Monday, February 24, 2014

Color Theory ~ Back-to-Basics II

Last time, I took you back to your childhood days of color theory and we learned about the primary colors.  It is always fun reliving the days of our youth...don't you agree?  Just to refresh your memory, let's pick up where we left off.
When red and yellow mix together it makes orange.  

When yellow and blue mix together it makes green.

When red and blue mix together it makes violet.  

This new set of colors produced by mixing two primary colors together (in equal parts) are known as secondary colors.  

Orange, green and violet (violet is also referred to as the color purple) are triadic colors (think triangle again).  They are equally spaced on the color wheel and are opposite of the primary colors (red, yellow and blue).     

In theory, these secondary colors (orange, green and violet) should be clear and bright when they are mixed, but most of the time they come out looking muddy.  Have you ever mixed red and blue food coloring to your icing and wondered why the violet (purple) comes out looking flat and gray...not the vibrant color like you envisioned?  

There is a reason why we don't always achieve the right colors when we mix primary colors together.  What I am about to tell you...just might blow your mind.

True primary colors don't actually exist.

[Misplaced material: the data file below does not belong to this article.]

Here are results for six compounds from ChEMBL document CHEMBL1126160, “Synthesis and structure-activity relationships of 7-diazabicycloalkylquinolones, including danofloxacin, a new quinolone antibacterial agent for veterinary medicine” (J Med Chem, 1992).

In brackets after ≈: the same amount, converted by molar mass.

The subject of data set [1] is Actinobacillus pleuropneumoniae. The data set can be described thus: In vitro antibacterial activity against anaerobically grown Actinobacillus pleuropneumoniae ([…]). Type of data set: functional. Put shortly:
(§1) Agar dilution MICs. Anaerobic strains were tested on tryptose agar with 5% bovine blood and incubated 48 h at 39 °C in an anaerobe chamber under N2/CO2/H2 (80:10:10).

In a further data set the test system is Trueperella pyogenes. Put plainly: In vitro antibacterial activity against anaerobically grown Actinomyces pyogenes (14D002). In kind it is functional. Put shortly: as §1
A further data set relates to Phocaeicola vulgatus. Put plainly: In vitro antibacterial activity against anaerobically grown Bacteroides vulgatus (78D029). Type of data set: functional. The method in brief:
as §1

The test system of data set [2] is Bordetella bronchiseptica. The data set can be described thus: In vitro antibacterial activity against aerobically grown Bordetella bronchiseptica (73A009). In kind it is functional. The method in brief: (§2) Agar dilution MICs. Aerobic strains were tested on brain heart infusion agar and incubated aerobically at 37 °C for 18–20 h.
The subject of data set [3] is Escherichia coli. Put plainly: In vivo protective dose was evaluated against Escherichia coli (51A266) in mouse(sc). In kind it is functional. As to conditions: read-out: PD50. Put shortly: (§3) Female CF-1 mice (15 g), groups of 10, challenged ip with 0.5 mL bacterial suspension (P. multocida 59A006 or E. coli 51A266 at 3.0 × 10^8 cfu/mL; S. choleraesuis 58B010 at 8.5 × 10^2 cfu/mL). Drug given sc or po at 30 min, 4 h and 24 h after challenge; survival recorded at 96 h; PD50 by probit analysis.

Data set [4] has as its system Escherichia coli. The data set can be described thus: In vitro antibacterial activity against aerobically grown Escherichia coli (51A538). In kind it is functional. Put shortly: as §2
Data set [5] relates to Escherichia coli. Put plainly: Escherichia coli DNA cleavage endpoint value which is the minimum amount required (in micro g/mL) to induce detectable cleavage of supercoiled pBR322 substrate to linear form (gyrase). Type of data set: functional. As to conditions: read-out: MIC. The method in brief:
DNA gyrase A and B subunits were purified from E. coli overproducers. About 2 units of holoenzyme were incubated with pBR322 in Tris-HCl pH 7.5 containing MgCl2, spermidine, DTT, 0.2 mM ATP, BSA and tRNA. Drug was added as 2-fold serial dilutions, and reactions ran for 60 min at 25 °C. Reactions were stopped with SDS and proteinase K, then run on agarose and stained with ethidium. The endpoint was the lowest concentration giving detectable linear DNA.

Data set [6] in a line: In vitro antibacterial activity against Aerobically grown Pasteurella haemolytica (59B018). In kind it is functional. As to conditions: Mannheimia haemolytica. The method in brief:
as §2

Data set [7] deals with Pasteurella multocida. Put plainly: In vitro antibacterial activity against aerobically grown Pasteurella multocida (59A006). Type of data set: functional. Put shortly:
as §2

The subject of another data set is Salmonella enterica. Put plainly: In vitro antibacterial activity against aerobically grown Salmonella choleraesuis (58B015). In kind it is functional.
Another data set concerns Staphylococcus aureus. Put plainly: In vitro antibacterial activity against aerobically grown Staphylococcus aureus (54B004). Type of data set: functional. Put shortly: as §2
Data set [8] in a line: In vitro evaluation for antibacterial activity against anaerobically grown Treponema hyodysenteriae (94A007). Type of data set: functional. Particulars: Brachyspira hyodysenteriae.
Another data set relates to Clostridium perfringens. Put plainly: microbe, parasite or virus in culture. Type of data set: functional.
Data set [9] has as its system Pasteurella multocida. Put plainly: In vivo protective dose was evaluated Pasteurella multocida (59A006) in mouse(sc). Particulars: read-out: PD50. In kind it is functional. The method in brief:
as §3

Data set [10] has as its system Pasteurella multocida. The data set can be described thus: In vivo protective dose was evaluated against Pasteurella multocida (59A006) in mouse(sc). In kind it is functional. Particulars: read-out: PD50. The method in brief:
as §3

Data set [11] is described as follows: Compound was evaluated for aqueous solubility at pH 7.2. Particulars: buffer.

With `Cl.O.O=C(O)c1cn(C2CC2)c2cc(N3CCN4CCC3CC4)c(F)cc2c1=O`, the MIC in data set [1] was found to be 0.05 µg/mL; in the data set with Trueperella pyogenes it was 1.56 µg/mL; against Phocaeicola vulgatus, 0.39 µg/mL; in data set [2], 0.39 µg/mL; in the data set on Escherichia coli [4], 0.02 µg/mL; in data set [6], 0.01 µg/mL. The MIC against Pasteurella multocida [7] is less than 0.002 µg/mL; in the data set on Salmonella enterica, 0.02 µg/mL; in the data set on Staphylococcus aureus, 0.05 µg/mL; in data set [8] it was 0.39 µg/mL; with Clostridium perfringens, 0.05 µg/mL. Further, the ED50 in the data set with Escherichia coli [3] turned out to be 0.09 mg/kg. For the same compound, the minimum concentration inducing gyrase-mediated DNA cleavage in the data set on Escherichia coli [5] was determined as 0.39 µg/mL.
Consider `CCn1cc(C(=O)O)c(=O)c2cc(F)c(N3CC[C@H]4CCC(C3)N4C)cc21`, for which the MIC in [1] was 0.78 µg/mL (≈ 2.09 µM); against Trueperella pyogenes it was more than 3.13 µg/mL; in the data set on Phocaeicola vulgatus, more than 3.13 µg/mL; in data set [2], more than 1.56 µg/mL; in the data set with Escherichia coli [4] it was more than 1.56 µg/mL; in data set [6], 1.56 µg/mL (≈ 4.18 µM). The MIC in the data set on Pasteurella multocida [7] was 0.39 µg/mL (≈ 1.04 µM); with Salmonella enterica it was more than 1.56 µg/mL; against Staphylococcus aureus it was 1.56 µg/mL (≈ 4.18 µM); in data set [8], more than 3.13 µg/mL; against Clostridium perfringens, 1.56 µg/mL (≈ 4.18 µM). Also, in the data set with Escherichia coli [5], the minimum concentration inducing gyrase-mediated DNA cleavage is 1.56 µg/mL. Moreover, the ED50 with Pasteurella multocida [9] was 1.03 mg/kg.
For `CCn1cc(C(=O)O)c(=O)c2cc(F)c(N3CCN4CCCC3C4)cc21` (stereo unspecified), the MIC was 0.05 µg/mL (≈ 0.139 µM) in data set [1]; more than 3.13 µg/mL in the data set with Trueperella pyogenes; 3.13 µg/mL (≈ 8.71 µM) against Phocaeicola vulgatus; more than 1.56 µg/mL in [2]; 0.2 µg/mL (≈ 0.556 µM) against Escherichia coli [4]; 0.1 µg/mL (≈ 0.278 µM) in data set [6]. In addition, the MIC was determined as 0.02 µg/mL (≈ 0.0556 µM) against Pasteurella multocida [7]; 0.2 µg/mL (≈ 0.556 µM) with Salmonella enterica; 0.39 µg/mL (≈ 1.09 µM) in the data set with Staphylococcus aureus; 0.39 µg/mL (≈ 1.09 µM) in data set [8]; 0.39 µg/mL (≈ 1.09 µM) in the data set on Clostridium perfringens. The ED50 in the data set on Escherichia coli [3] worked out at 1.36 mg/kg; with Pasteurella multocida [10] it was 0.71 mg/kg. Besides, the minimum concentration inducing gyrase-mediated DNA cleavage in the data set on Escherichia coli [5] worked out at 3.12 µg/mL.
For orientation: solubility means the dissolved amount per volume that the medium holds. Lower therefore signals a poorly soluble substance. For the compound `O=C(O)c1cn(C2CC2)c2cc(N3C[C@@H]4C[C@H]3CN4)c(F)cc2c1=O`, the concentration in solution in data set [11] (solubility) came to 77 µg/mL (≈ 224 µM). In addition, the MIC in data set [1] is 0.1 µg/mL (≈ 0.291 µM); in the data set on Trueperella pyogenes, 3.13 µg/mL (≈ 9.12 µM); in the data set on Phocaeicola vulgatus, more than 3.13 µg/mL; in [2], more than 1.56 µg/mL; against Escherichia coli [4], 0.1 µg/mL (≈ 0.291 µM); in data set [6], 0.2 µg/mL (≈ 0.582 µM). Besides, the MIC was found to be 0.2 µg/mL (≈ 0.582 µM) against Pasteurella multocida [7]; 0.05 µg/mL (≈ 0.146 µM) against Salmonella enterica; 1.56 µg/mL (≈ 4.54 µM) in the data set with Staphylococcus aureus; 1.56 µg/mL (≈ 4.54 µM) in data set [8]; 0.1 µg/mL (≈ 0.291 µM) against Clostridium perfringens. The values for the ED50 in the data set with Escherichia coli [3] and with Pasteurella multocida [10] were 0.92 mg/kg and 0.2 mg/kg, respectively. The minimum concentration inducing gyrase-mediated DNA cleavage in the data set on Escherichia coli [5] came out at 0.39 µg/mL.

Primary colors are either imaginary sensations that you can't see (colors that lie outside the range of visual colors) or they are imperfect (not pure in color) because it is not possible for them to mix all the colors...therefore they aren't really "primary". 

Food colors are actually a mix of one or more color dyes and each brand uses different formulas to create their colors.  So, not all color is created equal. The result of mixing primary colors depends entirely on how the pigments or dyes work together.  I will be discussing the differences of each brand of food coloring later on and you won't want to miss me.    

Let's move onto the remaining set of six colors that make up the color wheel.  

When red and orange mix together it makes red-orange.    

When yellow and orange mix together it makes yellow-orange.

When yellow and green mix together it makes yellow-green.

When blue and green mix together it makes blue-green.

When blue and violet mix together it makes blue-violet.

When red and violet mix together it makes red-violet.


This new set of colors produced by mixing a primary color together with a secondary color are known as........................................................................

The suspense is killing you isn't it...well, you'll just have to find out next time!!!  

Have a wonderful and colorful week:-)


Monday, February 10, 2014

Color Theory ~ Back-to-Basics

Welcome to Cookies and Color!!!  The place to come for all your cookie and color needs.

Ask yourself these questions.  Do you love making cookies, but cringe when you think about having to mix icing colors?  Ever wish you had a magic wand that could do all the dirty work for you, one tap and voilĂ !...color?  Well, you're not alone!!!  Color mixing can be frustrating, especially when you aren't quite sure what colors work together to create that one magic formula.  The key to mixing beautiful colors is understanding how color works...this is where I come in and save the day.